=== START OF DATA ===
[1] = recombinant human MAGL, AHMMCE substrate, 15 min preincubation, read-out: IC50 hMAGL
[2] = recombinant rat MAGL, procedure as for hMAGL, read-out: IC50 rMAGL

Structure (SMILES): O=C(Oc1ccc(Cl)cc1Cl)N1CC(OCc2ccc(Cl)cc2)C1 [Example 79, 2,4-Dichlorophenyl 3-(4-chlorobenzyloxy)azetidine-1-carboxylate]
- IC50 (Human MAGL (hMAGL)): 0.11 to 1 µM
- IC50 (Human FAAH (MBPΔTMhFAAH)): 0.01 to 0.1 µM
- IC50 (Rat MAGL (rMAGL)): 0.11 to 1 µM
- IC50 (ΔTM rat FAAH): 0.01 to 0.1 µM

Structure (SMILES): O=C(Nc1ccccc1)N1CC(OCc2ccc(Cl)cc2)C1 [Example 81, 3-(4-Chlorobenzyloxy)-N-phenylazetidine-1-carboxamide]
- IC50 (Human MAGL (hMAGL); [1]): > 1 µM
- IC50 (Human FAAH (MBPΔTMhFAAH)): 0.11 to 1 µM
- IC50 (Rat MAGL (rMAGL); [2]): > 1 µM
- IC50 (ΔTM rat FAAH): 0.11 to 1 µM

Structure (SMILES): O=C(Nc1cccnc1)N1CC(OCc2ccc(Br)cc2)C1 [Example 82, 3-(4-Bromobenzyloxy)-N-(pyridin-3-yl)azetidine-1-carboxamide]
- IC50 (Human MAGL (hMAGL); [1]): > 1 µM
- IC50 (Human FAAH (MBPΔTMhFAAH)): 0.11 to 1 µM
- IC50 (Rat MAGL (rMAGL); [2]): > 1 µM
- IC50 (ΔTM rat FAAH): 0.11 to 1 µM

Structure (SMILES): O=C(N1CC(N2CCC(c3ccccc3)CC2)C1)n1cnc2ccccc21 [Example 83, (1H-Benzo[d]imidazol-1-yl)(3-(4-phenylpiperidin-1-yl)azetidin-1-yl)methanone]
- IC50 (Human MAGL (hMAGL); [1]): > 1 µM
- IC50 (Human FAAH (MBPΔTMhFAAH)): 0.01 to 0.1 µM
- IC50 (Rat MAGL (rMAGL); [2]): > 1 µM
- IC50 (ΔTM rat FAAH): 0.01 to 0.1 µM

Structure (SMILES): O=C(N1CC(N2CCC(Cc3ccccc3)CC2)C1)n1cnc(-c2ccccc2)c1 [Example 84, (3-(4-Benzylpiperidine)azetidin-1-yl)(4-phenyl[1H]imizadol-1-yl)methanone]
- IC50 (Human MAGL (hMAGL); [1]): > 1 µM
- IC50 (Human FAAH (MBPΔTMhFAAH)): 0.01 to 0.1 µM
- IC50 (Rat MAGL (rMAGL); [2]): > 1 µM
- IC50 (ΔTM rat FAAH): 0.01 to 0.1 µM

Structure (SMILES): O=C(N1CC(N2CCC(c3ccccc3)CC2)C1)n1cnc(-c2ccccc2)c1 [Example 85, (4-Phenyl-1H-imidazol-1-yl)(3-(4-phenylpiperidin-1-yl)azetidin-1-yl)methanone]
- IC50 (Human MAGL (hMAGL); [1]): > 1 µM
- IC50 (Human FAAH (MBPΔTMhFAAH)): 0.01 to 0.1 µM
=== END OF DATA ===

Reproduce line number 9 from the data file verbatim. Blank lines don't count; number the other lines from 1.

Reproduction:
- IC50 (Human MAGL (hMAGL); [1]): > 1 µM